The 2020 election is different, said Sama Aziz, 19, based in San Diego. In 2016, there were no allegations of sexual misconduct against either Clinton or Sen. Bernie Sanders (I-Vt.), the two major contenders in the 2016 primary, she said, so Democrats had the high-ground.
“Right now we’re in a moment where there are allegations on both sides around sexual violence,” said Sage Carson, the manager of Know Your IX, a nonprofit dedicated to serving student victims of sexual assault. “So it’s a hard and complicated conversation for anyone to be having.”
Democrats likely avoided the subject of sexual harassment because they worried about how the footage might be co-oped by the opposition, said Brown. Even more importantly, she said, they probably don’t want to remind Democratic voters of allegations that have pretty much “disappeared” from the media.
The Democratic leadership also wants to steer clear of Anita Hill, who accused Supreme Court Justice Clarence Thomas of sexual harassment during his confirmation hearing in 1991, said Deckman. Biden led the Senate Judiciary Committee at the time of the hearing, and has been widely criticized for treating Hill unfairly, failing to call additional witnesses and allowing Republican colleagues to attack her. When he was launching his 2020 campaign, Biden called Hill to express regret over what occurred. (Hill has said she does not characterize his comments as an apology.)
Hill was noticeably absent from the gender and politics montage on the third night of the convention. (It was ironic that Wednesday night’s program was hosted by actress Kerry Washington, who plays Anita Hill in the movie “Confirmation” many pointed out on Twitter.)
“That really bothered me,” said Aziz, referencing the decision to leave Hill out of the video. “A lot of people are more hesitant to believe women of color, especially when they make sexual assault allegations against important men.”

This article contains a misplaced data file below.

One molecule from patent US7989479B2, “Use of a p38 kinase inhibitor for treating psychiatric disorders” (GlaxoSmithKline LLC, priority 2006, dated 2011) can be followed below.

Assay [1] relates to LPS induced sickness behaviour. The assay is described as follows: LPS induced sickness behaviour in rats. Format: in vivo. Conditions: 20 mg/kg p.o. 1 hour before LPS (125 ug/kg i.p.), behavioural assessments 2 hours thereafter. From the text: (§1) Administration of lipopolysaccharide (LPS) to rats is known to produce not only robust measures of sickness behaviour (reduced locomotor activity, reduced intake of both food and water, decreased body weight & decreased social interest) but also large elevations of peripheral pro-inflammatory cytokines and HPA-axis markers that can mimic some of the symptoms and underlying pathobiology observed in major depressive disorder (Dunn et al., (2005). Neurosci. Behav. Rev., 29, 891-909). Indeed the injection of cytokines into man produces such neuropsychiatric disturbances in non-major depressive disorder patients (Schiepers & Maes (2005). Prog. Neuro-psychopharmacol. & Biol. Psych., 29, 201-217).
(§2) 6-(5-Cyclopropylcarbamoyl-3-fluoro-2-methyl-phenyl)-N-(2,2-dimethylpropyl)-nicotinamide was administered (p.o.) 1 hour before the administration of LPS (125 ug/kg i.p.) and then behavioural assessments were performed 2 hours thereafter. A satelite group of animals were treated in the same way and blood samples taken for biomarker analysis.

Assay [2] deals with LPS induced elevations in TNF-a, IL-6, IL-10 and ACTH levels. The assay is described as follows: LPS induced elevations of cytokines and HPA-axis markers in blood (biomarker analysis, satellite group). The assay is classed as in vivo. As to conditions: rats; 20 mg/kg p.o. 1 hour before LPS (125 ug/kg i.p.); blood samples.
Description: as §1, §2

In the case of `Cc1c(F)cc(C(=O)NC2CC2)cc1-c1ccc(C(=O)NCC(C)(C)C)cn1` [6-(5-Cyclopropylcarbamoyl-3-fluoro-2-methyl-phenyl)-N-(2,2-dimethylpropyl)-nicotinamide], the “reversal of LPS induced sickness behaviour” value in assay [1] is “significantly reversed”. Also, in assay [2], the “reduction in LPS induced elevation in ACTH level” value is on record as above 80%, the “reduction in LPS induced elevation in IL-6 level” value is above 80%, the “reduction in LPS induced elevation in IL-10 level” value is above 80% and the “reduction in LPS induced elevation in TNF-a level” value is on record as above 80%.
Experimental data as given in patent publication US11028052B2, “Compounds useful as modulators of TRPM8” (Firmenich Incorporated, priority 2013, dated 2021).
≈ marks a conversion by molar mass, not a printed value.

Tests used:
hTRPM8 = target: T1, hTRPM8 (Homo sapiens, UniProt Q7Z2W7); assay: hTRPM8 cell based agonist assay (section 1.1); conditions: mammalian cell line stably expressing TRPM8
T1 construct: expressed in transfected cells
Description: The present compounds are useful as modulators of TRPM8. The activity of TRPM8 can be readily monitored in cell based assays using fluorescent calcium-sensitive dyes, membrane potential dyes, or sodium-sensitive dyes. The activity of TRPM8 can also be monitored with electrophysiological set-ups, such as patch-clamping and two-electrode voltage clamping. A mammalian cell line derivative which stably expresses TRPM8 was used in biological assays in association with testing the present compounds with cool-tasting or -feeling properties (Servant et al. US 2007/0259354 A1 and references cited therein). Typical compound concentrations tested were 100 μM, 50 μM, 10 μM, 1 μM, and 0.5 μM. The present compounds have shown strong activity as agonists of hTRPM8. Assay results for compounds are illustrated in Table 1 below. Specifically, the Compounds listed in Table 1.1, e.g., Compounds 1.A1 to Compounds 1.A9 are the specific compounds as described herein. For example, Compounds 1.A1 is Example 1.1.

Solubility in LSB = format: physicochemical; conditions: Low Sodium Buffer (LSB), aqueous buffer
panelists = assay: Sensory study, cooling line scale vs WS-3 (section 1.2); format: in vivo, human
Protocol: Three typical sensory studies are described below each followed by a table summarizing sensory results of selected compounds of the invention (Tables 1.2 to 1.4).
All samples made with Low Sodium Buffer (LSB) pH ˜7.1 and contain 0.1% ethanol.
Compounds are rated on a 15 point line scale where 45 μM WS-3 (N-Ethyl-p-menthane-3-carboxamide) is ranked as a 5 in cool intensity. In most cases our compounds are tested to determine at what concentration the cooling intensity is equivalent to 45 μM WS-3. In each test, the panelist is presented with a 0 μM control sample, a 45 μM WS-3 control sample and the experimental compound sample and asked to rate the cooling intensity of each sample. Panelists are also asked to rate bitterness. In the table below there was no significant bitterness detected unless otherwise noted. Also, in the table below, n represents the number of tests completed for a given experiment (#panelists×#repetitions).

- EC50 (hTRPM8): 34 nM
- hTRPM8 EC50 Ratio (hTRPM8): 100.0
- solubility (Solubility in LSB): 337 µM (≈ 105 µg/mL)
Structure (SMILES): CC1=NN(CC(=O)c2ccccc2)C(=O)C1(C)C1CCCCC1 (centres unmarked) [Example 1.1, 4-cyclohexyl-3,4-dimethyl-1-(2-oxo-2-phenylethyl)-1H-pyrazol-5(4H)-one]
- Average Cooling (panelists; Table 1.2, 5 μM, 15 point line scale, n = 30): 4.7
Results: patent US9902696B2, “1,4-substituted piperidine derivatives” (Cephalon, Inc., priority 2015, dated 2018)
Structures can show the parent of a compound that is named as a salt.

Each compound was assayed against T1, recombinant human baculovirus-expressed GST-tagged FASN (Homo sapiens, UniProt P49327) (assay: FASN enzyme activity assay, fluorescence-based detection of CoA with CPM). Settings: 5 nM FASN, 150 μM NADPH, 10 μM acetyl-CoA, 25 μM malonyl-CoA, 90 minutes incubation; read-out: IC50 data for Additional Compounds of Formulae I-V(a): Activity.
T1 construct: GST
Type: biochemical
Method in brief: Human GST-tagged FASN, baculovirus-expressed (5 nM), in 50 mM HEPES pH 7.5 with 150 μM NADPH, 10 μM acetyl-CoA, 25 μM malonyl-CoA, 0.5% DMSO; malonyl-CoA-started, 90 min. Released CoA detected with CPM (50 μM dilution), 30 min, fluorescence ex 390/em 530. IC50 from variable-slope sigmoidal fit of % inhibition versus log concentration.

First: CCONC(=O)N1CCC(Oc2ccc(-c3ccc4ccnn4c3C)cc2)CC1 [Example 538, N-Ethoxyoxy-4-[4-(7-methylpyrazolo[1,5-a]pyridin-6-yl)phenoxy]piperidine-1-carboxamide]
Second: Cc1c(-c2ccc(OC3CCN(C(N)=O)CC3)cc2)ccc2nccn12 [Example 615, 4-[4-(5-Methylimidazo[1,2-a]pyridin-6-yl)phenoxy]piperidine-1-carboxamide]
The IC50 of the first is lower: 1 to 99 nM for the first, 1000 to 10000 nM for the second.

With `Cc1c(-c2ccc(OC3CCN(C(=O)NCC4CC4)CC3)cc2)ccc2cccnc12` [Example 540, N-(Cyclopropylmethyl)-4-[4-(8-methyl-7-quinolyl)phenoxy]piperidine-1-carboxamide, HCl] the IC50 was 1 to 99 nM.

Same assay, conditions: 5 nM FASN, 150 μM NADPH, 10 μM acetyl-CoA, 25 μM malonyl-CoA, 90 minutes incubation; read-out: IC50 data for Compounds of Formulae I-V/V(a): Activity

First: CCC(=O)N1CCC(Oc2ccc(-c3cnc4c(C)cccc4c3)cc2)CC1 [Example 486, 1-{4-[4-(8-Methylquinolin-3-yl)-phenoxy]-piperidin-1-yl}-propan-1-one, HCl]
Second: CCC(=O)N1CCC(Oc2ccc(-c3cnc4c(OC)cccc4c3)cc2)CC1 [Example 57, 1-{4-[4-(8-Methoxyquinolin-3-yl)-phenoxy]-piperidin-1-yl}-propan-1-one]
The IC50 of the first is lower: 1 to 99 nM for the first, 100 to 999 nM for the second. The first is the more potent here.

There are other possible reasons for the #MeToo omission, said Deckman. In a year of such hardship — when Americans are facing a months-long public health emergency, an economic crisis and a major racial reckoning — the Democratic Party probably had to make some hard decisions about which issues to leave off the docket. Through her own research on the 2018 election, Deckman determined that sexual misconduct is rarely a deciding issue for voters. Women who say the issue is a top priority for them, she said, are probably going to vote for Biden regardless of which subjects get airtime at the convention.
In 2016, many Democrats thought that Trump’s behavior toward women would lose him the election, said Brown. They saw the “Access Hollywood” tape as a “smoking gun,” she said, assuming he could never win once that was released to the public.
“The Democrats used that tactic in 2016, and it didn’t work,” said Brown. Trump’s behavior has become so normalized that they’re not likely to impact the election, said Brown. Democrats recognize that, she said.
Aziz wishes Democrats had selected a candidate who could credibly confront Trump on these issues, without fear of what he might say in response. In the current political climate, she says, survivors of sexual assault can sometimes seem like “playing cards.”
“One party will target the other, making a list of all the sexual assault survivors who have made allegations against members of that party,” she said. “And then the other will do the same.”
If the Democrats had chosen a woman as their presidential candidate — women are, statistically, far less likely to perpetrate sexual assault or harassment — Aziz suspects things would have been different.
“The allegations would have been only connected to the opposition,” she said.
In a debate with Trump, the presidential candidate would have been free to say whatever she liked.